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Outcry over consul's ouster

Community leaders protest removal of official in Santa Ana. Mexican government says it's a routine move.

December 14, 2007|Jennifer Delson | Times Staff Writer

The Mexican government has announced that it will remove Consul Luis Miguel Ortiz Haro from Santa Ana, provoking ire among community leaders who view him as an outspoken and unbending advocate for immigrants in Orange County.

Community leaders are collecting signatures to petition for his reinstatement and planning a trip to Mexico City to speak with government officials. They are also planning to protest when Mexico President Felipe Calderon visits Los Angeles next month.

Some residents in this largely Latino city say they have found in Ortiz Haro the sort of fiery leader the town has lacked in recent years.

"With respect to those who served before him, I do not think we have been serviced before the way we have in the last five years," said Alfredo Amezcua, an attorney who said he had worked with the consul in Santa Ana since the Mexican office opened 20 years ago.

"We've made so many advances, and this decision could set us back significantly," he said.

Unlike most diplomats, Ortiz Haro, 47, came to the job after a political career in Mexico City. He ran his Santa Ana office in the style of a populist Latin American patriarch, peppering his conversations with trendy idioms and spending hours on the problems of immigrants, which fell beyond the formal scope of his job.

"It really hurts to leave the people here. It's a job I really like because I can help people and live among them while learning about the lives of immigrants from my country," Ortiz Haro said.

His removal is part of customary changes in the assignment of 48 consuls in the United States and not a reflection on his work, a Mexican government official said. Ruben Beltran, the Mexican consul in Los Angeles, was recently reassigned to New York, and a new consul, Carlos Felix, was assigned to the office in San Francisco.

"Consuls are routinely changed from one position to another. This is part of the process in our foreign service and those of many other countries," said a foreign ministry official who asked not to be identified. "No one can be in a post for an eternity. We will always seek to put in these positions a professional who can serve the community."

But in Santa Ana, this was hardly a mere changing of the guard. Some said Ortiz Haro was the city's -- and perhaps the county's -- strongest advocate for immigrants in a county that is home to some of the nation's most active anti-illegal immigration groups.

Ortiz Haro is the second Orange County immigrant advocate to announce his departure in as many months. Jaime Soto, auxiliary bishop for the Diocese of Orange, was recently transferred to Sacramento by the Roman Catholic Church.

Ortiz Haro declined to comment on his removal, which he learned about last week. His last day will be Jan. 31. He has not been assigned to another diplomatic post.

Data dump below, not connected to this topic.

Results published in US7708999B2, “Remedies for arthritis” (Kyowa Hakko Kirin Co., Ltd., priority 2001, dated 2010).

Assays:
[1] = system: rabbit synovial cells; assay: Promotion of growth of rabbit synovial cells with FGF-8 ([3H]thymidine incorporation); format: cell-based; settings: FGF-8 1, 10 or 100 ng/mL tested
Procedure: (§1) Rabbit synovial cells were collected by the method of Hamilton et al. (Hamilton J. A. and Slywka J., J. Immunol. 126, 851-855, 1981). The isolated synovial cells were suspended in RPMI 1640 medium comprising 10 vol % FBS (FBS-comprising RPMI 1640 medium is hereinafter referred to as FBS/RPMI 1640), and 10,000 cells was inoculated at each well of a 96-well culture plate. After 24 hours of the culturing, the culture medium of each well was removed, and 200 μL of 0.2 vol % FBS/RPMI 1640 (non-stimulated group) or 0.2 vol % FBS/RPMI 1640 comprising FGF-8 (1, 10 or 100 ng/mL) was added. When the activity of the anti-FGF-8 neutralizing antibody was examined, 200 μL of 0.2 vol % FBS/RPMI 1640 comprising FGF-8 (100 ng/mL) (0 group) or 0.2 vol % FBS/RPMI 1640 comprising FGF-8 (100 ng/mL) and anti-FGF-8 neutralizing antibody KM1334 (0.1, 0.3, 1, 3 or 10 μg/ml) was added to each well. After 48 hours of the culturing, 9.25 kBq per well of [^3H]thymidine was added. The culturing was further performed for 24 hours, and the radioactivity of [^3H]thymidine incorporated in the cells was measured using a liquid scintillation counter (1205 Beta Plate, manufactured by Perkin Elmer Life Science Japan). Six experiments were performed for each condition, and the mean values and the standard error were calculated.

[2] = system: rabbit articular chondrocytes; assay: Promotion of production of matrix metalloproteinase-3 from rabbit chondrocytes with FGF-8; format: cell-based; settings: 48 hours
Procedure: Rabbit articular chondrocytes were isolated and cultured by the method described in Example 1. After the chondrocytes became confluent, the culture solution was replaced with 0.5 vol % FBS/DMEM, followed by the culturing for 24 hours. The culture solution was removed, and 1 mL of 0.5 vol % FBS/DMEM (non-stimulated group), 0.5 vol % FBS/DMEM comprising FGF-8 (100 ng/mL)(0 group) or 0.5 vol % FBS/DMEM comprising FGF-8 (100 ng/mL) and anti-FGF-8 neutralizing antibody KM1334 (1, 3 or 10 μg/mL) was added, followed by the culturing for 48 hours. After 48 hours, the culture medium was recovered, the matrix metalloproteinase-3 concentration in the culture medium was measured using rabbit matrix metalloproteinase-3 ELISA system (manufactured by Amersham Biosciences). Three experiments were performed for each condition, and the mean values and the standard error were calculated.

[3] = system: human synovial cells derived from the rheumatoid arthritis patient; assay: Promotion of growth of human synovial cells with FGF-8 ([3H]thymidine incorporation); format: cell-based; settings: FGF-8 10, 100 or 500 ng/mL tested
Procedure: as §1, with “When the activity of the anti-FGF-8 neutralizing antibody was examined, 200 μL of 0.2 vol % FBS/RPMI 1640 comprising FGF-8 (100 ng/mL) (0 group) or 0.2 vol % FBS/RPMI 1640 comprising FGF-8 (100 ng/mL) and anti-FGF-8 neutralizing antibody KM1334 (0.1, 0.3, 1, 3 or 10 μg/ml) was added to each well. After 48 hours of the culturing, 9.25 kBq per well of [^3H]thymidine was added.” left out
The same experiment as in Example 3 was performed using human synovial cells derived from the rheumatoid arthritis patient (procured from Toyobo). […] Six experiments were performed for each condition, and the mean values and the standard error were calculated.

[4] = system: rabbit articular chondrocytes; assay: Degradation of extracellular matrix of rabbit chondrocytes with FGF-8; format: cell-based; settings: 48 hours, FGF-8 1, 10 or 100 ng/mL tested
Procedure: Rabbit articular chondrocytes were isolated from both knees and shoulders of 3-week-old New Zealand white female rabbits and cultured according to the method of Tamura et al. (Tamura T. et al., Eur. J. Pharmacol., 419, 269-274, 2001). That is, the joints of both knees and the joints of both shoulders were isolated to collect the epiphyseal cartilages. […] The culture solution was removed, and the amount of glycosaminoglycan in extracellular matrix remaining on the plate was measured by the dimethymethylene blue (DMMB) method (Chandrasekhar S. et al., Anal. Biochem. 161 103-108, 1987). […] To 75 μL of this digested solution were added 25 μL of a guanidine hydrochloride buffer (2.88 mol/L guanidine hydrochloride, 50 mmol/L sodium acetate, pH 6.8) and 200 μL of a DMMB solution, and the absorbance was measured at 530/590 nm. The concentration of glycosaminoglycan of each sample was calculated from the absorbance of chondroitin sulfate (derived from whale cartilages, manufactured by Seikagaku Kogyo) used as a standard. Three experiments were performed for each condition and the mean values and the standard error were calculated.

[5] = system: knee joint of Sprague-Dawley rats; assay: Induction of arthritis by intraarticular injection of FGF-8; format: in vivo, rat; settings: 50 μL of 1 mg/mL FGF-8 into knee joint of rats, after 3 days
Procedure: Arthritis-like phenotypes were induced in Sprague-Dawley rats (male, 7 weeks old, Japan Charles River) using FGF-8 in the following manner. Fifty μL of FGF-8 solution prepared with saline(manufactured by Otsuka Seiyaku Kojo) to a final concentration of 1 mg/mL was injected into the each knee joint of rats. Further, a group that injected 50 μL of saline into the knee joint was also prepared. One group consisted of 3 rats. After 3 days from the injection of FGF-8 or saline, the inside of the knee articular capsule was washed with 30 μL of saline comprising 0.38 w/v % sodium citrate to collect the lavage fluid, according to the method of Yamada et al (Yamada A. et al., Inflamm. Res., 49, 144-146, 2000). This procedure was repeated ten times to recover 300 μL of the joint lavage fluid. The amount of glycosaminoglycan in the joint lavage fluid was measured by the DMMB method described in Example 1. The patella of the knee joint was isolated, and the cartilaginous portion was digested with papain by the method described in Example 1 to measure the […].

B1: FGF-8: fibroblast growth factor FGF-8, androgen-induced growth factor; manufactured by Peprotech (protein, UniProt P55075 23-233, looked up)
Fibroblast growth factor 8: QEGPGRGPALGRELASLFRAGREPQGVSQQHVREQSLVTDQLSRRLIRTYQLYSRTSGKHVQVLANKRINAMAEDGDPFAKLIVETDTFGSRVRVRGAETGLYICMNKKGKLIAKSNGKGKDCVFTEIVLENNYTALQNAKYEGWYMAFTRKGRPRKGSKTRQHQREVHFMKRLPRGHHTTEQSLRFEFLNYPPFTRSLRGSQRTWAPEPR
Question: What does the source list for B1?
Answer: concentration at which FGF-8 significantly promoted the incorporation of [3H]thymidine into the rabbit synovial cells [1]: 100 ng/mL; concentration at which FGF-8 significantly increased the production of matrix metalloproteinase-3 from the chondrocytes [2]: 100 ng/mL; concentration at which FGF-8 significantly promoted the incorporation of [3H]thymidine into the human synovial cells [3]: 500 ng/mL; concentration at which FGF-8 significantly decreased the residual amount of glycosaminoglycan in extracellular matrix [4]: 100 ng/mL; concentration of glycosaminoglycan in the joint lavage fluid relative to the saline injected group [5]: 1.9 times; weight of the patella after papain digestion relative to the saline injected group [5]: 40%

On Wednesday, leaders of community organizations streamed into his office to bemoan his departure. Employees held back tears.

"We cannot let them take him from us," said Norma Briones, president of an association of immigrants from the state of Nuevo Leon. Briones is among more than a dozen leaders collecting signatures to protest the decision.

Jeannet Hernandez, secretary of the State of Mexico Federation, another immigrant group, said the decision should be reconsidered. Ortiz Haro "is not just about words. He's about action. He's united the community. He helped us help ourselves," she said.

Because he was not diplomatically trained, Ortiz Haro enrolled in English classes at Santa Ana College when he arrived.

On Wednesdays, Ortiz Haro opened his office to immigrants to hear their problems and sometimes solve them. He often helped track down lost relatives, fought deportation cases and reviewed criminal matters.

In time, the sessions -- known as Miercoles Paisano, or Compatriot Wednesdays -- spread to other days of the week, and his office became a regular gathering place for people facing an array of problems.

During his tenure, the Santa Ana office increased the number of Mexican identification cards issued. Ortiz Haro recently said that his consulate issued more of the cards, known as matriculas consulares, than any consulate except for L.A. and Chicago.

Those who seek Mexican passports from Santa Ana wait no more than three days. Waits in other cities can be months, he said.

Ignacio Lopez said he came to the consulate in 2005 because he wanted to adopt his grandchildren after his daughter died. U.S. authorities had told him it was not possible.

With financial support from Ortiz Haro, the Anaheim resident got an attorney who helped him get a permit to work in the U.S. Consular staff accompanied Lopez to Orange County Superior Court, where this week he was granted the right to adopt the children.

Ortiz Haro "did what no one would do. He believed in us. He put his time in to help us," Lopez said. "And there is no way to pay him back."

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